Do you know if your Lab is getting enough moisture? Here in this drought-laden country this summer, it’s all on our minds. Most pets aren’t getting enough fluids, and simply setting out a bowl of water for them to drink doesn’t solve the problem. Dogs’ and cats’ bodies are 65% moisture, and unlike us, they are designed to get their moisture from their food – not just from their drinking water. They need 70% moisture in their FOOD to keep hydrating them all day, through the digestive system, despite water intake from a water bowl.
As with humans, water forms the basis for many functions in your pet’s body, assisting with the absorption of nutrients from their food. Water is also essential for circulation, cushioning the joints and spinal cord, waste removal, and much more. When your pet isn’t getting enough fluids, dehydration stresses their kidneys, possibly resulting in kidney disease and even kidney failure. Many times this is what kills your beloved senior pet—they lose mobility (their joints stiffen), they then stop getting up to drink, and they eventually die from organ failure (usually kidney or liver goes first) caused by dehydration. I can’t tell you how often this can be the cause of death in senior dogs… it’s terribly sad.
A raw dog food diet is a natural way to provide your pet with true, enhanced hydration with each and every bowl.
Kibble only provides between 6-10% of the moisture that pets need in their diet. When a pet is fed a kibble-only diet, they are likely not getting enough moisture to be healthy – even if a water bowl is left out for them. A better solution is providing a diet that already includes moisture, such as a raw diet, which mimics the prey your pet’s ancestors consumed for both food and fluid. Especially in the hot summer months and ESPECIALLY in dry climates like the southwest, mid-west, and the south.
4 PRIMAL WAYS TO ADD MOISTURE TO YOUR PET’S DIET:
- Frozen Formulas. formulas include moisture. For example, BARF World patties) contains 70% moisture, making it a great option for adding necessary fluids to your pet’s diet. Check out other canine and feline raw frozen Formulas for other meal options with plenty of moisture.
- Raw Goat Milk. It’s everything that kibble isn’t. Known as the universal milk, goat milk is easily absorbed by a variety of mammals. It not only adds great moisture to kibble (make a pet cereal!) or a Freeze-Dried Formulas, it also contains vitamins, minerals, electrolytes, enzymes, proteins, bio-available nutrients, and fatty acids that contribute to your pet’s optimal health. Raw Goat Milk is 79% moisture.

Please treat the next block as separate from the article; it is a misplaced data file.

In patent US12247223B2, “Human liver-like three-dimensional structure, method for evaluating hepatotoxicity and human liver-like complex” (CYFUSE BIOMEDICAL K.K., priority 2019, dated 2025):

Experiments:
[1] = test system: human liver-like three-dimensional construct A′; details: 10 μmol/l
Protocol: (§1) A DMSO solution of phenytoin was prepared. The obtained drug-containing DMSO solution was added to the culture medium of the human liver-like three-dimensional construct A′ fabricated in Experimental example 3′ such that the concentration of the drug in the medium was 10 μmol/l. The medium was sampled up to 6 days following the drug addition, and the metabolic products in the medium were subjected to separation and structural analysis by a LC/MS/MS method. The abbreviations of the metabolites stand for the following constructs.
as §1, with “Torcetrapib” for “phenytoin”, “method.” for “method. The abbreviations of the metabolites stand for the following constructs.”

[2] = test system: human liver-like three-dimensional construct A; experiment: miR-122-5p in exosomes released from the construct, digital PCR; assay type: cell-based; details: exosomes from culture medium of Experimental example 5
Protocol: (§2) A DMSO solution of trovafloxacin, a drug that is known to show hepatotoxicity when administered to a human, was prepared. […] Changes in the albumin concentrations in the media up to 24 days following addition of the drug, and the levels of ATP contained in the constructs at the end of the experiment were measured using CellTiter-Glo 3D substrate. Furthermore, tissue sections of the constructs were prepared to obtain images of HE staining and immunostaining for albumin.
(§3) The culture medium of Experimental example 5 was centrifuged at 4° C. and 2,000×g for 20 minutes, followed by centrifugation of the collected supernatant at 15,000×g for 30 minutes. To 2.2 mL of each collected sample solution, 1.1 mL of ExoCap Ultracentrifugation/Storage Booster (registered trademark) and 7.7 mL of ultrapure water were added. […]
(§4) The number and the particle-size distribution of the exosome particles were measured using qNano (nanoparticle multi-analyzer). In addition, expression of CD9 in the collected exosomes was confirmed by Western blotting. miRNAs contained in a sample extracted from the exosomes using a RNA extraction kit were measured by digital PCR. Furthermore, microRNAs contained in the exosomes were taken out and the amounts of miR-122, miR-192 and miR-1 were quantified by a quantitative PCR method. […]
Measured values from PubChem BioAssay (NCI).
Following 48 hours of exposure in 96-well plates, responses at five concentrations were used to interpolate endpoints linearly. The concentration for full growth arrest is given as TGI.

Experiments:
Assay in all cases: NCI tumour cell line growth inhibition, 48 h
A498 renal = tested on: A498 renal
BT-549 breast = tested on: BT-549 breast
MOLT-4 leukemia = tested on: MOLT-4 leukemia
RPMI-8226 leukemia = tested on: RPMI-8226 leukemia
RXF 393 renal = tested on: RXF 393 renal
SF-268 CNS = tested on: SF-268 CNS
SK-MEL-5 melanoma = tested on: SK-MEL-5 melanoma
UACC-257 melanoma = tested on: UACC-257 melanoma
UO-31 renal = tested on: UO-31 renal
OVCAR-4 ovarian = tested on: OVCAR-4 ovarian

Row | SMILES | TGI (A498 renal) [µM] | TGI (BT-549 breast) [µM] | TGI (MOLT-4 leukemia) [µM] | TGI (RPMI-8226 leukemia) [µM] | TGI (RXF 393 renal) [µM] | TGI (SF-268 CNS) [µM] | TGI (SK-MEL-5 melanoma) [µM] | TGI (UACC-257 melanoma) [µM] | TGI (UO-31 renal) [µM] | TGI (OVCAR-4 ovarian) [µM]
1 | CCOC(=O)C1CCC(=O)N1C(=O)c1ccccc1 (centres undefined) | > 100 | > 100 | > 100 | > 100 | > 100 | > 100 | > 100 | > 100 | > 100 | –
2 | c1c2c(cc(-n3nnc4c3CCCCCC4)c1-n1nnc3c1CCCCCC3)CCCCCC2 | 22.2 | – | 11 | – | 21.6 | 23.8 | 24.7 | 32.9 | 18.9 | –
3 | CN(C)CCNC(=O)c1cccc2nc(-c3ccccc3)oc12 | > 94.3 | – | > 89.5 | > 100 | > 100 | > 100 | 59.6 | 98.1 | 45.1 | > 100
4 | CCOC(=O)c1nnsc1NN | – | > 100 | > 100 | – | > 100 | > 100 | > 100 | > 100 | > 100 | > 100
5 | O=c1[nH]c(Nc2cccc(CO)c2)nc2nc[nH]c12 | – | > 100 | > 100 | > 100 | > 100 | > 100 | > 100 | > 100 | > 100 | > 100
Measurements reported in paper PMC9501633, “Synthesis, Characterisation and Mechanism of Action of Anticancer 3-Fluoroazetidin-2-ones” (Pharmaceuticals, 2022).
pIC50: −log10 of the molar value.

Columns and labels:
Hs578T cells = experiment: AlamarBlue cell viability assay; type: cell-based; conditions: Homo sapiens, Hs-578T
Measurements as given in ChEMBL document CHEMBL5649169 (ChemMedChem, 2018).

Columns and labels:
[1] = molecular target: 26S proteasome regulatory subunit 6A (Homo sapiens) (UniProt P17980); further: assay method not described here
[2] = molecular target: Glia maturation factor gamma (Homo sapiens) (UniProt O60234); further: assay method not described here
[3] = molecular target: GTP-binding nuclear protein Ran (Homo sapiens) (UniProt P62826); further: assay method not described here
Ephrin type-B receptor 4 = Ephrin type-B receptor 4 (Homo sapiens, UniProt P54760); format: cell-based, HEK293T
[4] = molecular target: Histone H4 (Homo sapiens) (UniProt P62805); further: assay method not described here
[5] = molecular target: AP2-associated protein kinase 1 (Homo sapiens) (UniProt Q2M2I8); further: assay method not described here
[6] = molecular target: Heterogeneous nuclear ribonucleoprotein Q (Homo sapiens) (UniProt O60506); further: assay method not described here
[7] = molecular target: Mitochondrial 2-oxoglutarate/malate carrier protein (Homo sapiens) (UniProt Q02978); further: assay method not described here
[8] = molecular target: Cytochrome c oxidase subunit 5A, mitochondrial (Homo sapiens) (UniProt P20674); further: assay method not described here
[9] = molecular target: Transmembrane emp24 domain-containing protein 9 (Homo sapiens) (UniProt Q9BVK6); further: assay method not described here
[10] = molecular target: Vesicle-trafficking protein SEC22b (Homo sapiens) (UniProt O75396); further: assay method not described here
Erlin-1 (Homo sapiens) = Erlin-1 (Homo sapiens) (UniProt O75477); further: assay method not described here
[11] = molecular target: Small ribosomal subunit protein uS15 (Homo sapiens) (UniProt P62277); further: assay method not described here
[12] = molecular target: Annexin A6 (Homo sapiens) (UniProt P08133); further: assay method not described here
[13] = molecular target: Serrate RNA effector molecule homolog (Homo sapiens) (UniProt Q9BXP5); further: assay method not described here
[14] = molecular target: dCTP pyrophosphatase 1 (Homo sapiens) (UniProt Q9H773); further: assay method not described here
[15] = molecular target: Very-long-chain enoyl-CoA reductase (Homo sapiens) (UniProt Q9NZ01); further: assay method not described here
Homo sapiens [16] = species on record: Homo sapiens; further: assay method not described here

- Bone Broth. Add much-needed moisture to kibble, canned food, dehydrated, freeze-dried, and raw foods with nutritious and delicious Bone Broth. With key benefits including digestion and liver support, joint health, appetite stimulation, and more, supplementing with Bone Broth is an easy way to keep your pet hydrated and healthy. Primal Bone Broth is a whopping 98% moisture.
- Add room temperature or warm water (not hot, or you might cook raw foods) to kibble or to our Freeze-Dried Formulas to soften foods and add fluid to their diet. Be sure to continue to leave out water for your pet to drink in between meals.
***Whatever the reason, pre-moistening your dog’s dry food can make it easier to eat and more appetizing. Softening the food can be as simple as adding some water or some other tastier liquids.
What if your pet doesn’t like wet foods? Start by crumbling a Freeze-Dried Formula into a bowl. Serve it dry at first, and then slowly work your way into rehydrating it as directed on the back of the package. Over time, as you add slightly more water to each meal, you may be able to get your pet used to consume a rehydrated diet.
Soaking the food softens it, and so eases the initial workload of the digestive enzymes which may well be struggling during illness or a period of recovery.
By feeding your pet a diet that gets them the moisture they need, you’ll be protecting their kidneys, tissues, and many other systems for a long, healthy life – just like any good ‘pawrent’ should. Not only that—all that hydration will PREVENT SHEDDING AND CREATE A LUXURIOUS, SHINY COAT!!! Happy hydrating!
****As a rough guideline, normal water intake for a dog is around an ounce per pound (50 mL per kg) of body weight per day. That means that a 65-pound (30 kg) Labrador would drink approximately half a gallon (1.5 liters) of water per day.